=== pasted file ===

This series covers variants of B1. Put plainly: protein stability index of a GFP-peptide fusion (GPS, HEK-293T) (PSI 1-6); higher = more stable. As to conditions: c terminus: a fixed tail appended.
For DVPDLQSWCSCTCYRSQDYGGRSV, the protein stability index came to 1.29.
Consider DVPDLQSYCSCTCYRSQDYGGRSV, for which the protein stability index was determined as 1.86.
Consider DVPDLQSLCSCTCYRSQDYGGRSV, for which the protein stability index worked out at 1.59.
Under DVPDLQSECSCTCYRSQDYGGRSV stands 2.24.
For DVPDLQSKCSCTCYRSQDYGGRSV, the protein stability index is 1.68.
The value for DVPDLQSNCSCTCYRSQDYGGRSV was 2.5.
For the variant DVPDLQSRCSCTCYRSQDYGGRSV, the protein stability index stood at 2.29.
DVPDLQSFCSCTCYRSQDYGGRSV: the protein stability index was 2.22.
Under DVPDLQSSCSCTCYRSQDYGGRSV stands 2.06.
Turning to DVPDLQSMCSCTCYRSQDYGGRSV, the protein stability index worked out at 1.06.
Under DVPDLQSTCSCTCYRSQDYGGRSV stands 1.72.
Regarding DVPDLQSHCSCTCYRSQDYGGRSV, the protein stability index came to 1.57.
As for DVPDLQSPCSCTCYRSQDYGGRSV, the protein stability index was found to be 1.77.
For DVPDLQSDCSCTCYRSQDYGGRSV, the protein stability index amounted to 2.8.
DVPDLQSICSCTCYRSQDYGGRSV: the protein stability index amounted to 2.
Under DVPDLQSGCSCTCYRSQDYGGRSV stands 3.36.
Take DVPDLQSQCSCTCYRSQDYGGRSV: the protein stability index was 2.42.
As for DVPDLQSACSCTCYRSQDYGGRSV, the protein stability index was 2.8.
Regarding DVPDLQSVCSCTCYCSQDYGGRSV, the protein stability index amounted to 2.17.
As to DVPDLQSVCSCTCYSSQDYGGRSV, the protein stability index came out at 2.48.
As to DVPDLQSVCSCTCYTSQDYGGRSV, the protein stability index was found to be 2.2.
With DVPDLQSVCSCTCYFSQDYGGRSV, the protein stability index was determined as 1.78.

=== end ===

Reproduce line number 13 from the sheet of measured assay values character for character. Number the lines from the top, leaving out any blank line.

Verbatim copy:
Regarding DVPDLQSHCSCTCYRSQDYGGRSV, the protein stability index came to 1.57.